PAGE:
After pulling the plug last year on plans for a Lillooet pellet plant, St’at’imc leaders have renewed their interest in the venture.
Last December, the Lillooet Tribal Council confirmed that it had notified its Korean partner of its intention to withdraw from an agreement signed by the two parties in April 2011.
“We haven’t given up on the deal, but we will be looking around for different dancing partners,” Lillooet Tribal Council Chair Chief Garry John told the News at that time.
Since then, St’at’imc leaders have taken several steps to put the pellet plant concept on a new footing.
Earlier this year, the St’at’imc Tribal Holding Company voted to remove its Korean international investment partner, Korean Wood Pellet Corporation (KWP), from their joint venture. The News was told the St’at’imc group would still like to work with the Korean consortium originally backing the pellet plant proposal, but not with KWP as the lead developer on the project.
That decision was followed by a visit to Korea in late May-early June by four representatives of the holding company. Matt Manuel, natural resources co-ordinator for the Lillooet Tribal Council, said the St’at’imc delegation received a “very good reception” from Korean Southern Power Co., which is part of the consortium.
Manuel said the consortium was told the St’at’imc group is not willing to partner anymore with Korean Wood Pellet Corporation. Last December, the Tribal Council cited KWP’s inability to meet deadlines despite receiving “extension after extension” as its reason for walking away from the partnership.
Additionally, the non-renewable forest licence associated with the original project has been transferred to the St’at’imc Tribal Holding Company’s biomass limited partnership. That licence allows the company to log up to 200,000 cubic metres per year. The company’s Forest Stewardship Plan has gone through the consultation process and the company is getting close to the point where it can begin harvesting and extracting value from that timber.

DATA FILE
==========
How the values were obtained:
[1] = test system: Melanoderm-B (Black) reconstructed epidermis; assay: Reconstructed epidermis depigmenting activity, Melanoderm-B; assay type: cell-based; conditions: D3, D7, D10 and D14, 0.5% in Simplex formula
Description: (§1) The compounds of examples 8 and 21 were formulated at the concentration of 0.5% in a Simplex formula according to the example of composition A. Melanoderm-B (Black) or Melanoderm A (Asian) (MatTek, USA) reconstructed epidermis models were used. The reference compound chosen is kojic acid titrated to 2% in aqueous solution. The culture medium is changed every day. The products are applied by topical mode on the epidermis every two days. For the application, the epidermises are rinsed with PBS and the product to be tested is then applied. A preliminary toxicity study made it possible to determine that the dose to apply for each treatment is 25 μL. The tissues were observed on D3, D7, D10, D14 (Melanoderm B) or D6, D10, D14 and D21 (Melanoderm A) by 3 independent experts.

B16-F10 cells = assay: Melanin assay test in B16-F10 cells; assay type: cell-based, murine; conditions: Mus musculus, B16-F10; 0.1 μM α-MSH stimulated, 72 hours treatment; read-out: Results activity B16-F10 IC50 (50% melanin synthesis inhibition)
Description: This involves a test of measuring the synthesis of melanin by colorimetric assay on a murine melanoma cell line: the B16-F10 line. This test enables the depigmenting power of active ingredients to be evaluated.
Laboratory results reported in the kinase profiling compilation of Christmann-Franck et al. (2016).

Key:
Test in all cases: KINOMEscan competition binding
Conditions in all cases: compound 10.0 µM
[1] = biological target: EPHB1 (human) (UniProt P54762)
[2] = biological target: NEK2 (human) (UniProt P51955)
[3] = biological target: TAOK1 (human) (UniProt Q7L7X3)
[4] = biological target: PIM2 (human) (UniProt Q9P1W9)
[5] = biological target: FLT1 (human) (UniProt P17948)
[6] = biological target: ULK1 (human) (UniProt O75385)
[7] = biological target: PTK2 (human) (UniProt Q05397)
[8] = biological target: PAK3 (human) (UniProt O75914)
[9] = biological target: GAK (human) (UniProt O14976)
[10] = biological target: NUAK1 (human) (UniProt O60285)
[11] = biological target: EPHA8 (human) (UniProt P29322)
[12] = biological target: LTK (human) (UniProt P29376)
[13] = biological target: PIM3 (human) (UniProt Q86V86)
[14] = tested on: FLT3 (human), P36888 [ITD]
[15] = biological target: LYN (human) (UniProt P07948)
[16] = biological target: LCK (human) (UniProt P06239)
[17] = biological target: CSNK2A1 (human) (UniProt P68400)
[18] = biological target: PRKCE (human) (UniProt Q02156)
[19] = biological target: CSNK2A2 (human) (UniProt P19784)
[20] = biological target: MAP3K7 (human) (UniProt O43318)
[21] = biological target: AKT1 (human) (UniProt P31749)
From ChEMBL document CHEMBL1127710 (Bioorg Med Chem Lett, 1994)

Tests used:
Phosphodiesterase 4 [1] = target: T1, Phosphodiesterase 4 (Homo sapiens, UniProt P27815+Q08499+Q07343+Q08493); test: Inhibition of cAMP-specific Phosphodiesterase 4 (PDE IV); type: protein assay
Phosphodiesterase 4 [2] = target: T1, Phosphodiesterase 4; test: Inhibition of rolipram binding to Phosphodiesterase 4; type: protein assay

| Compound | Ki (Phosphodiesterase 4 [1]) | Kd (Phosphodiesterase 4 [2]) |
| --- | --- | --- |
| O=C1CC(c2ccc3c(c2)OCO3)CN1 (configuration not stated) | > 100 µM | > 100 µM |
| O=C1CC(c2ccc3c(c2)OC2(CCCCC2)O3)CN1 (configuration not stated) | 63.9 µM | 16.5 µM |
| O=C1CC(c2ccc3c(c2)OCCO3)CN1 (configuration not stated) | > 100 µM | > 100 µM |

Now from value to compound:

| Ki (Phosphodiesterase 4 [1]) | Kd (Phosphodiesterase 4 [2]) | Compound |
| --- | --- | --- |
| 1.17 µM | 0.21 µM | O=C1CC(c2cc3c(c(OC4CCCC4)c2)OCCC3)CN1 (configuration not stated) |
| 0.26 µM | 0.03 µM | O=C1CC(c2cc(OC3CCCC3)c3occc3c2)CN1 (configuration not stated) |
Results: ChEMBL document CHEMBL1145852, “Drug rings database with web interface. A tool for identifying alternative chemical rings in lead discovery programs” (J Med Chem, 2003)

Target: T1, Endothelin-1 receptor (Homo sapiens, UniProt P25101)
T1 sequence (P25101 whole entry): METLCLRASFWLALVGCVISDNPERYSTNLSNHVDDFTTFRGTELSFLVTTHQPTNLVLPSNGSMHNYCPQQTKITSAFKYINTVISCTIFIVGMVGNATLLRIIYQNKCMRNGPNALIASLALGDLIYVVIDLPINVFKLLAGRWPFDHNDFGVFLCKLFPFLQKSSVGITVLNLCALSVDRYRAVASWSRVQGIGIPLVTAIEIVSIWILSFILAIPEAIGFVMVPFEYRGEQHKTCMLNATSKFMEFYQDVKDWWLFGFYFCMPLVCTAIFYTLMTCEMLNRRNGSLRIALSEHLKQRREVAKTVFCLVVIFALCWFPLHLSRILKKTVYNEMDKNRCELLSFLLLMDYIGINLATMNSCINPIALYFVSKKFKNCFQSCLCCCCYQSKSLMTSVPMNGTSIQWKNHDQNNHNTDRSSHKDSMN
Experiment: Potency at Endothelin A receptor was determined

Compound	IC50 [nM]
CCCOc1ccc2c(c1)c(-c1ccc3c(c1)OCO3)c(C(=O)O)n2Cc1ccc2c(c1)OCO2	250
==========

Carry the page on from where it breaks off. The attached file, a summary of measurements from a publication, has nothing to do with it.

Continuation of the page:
“We are still negotiating a new structure and there a couple of options we’re still pursuing as far as a site” for a pellet plant, said Manuel. The two options are the Bridgeside site in East Lillooet and a site adjacent to Aspen Planers veneer operation, which offers a connection to CN Rail.
He cautioned against raising unrealistic expectations for the pellet plant, saying there’s a “glimmer of hope” that the plant idea can be revived, but there’s still much work to be done.
The News was unable to contact St’at’imc Chiefs Council Chair Chief Garry John for more in-depth comment on prospects for the pellet plant. He was out of town, attending the annual convention of the Assembly of First Nations.
The T’it’q’et Community is also exploring its own avenues for economic development, which may include its own proposal for a pellet plant on T’it’q’et land.
The original $16 million Lillooet-Korean Biomass Limited Partnership project was announced with great fanfare in April of 2011. Logging was supposed to commence in the fall of last year to provide employment for up to 70 people, including employees on the plant floor on a 24/7 basis and loggers in the bush.
Korean investors began discussions with the Lillooet Tribal Council on the pellet plant proposal in 2009. The Koreans wanted to meet their obligations under the Kyoto Accord to reduce greenhouse gas emissions and could do so with the Lillooet partnership. St’at’imc leaders saw the deal as an opportunity to implement the St’at’imc Land Use Plan and as a revenue sharing opportunity for communities in the northern St’at’imc territory.
Last week, Korean Southern Power announced that it plans to be the first of that country’s power utilities to purchase wood pellets to meet a renewable energy quota imposed by the Korean government.
South Korea’s 13 power utilities must boost their use of renewable energy sources after their government imposed an alternative energy quota to force them to reduce emissions. The mandated quota for producing electricity generated by renewable sources will be increased to 10 per cent by 2022 from two per cent in 2012.